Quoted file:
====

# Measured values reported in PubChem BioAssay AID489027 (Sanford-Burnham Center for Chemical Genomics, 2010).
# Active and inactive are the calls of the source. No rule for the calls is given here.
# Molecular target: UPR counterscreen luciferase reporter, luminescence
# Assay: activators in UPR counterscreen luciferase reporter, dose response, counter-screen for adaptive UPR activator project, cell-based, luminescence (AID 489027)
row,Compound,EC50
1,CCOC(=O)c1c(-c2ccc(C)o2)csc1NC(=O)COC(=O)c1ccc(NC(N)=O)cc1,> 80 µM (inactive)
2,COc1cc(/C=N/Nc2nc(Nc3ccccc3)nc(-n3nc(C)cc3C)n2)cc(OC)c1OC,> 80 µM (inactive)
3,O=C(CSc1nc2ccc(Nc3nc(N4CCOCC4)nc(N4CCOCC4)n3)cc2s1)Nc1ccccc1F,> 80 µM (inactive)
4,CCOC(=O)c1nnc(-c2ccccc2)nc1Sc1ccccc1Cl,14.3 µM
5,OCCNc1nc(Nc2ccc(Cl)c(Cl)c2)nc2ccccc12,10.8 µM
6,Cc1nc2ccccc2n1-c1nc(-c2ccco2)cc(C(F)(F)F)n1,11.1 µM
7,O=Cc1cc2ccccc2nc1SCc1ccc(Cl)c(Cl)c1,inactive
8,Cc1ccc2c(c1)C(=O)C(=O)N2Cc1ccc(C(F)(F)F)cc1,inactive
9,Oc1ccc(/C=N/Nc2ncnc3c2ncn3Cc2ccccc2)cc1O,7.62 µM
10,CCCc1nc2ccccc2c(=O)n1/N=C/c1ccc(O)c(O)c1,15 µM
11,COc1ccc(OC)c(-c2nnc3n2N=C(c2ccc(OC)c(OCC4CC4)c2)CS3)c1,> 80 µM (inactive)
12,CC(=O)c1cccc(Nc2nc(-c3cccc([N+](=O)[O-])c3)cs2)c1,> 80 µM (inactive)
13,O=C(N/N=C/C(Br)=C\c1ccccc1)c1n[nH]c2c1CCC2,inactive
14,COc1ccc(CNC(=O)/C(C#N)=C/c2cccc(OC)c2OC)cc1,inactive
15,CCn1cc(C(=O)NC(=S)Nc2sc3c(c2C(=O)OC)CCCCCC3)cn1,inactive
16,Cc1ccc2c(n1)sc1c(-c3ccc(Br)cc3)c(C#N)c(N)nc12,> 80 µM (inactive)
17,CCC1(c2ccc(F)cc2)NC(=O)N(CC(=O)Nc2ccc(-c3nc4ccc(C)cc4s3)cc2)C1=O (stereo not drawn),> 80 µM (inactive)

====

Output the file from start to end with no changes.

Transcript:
# Measured values reported in PubChem BioAssay AID489027 (Sanford-Burnham Center for Chemical Genomics, 2010).
# Active and inactive are the calls of the source. No rule for the calls is given here.
# Molecular target: UPR counterscreen luciferase reporter, luminescence
# Assay: activators in UPR counterscreen luciferase reporter, dose response, counter-screen for adaptive UPR activator project, cell-based, luminescence (AID 489027)
row,Compound,EC50
1,CCOC(=O)c1c(-c2ccc(C)o2)csc1NC(=O)COC(=O)c1ccc(NC(N)=O)cc1,> 80 µM (inactive)
2,COc1cc(/C=N/Nc2nc(Nc3ccccc3)nc(-n3nc(C)cc3C)n2)cc(OC)c1OC,> 80 µM (inactive)
3,O=C(CSc1nc2ccc(Nc3nc(N4CCOCC4)nc(N4CCOCC4)n3)cc2s1)Nc1ccccc1F,> 80 µM (inactive)
4,CCOC(=O)c1nnc(-c2ccccc2)nc1Sc1ccccc1Cl,14.3 µM
5,OCCNc1nc(Nc2ccc(Cl)c(Cl)c2)nc2ccccc12,10.8 µM
6,Cc1nc2ccccc2n1-c1nc(-c2ccco2)cc(C(F)(F)F)n1,11.1 µM
7,O=Cc1cc2ccccc2nc1SCc1ccc(Cl)c(Cl)c1,inactive
8,Cc1ccc2c(c1)C(=O)C(=O)N2Cc1ccc(C(F)(F)F)cc1,inactive
9,Oc1ccc(/C=N/Nc2ncnc3c2ncn3Cc2ccccc2)cc1O,7.62 µM
10,CCCc1nc2ccccc2c(=O)n1/N=C/c1ccc(O)c(O)c1,15 µM
11,COc1ccc(OC)c(-c2nnc3n2N=C(c2ccc(OC)c(OCC4CC4)c2)CS3)c1,> 80 µM (inactive)
12,CC(=O)c1cccc(Nc2nc(-c3cccc([N+](=O)[O-])c3)cs2)c1,> 80 µM (inactive)
13,O=C(N/N=C/C(Br)=C\c1ccccc1)c1n[nH]c2c1CCC2,inactive
14,COc1ccc(CNC(=O)/C(C#N)=C/c2cccc(OC)c2OC)cc1,inactive
15,CCn1cc(C(=O)NC(=S)Nc2sc3c(c2C(=O)OC)CCCCCC3)cn1,inactive
16,Cc1ccc2c(n1)sc1c(-c3ccc(Br)cc3)c(C#N)c(N)nc12,> 80 µM (inactive)
17,CCC1(c2ccc(F)cc2)NC(=O)N(CC(=O)Nc2ccc(-c3nc4ccc(C)cc4s3)cc2)C1=O (stereo not drawn),> 80 µM (inactive)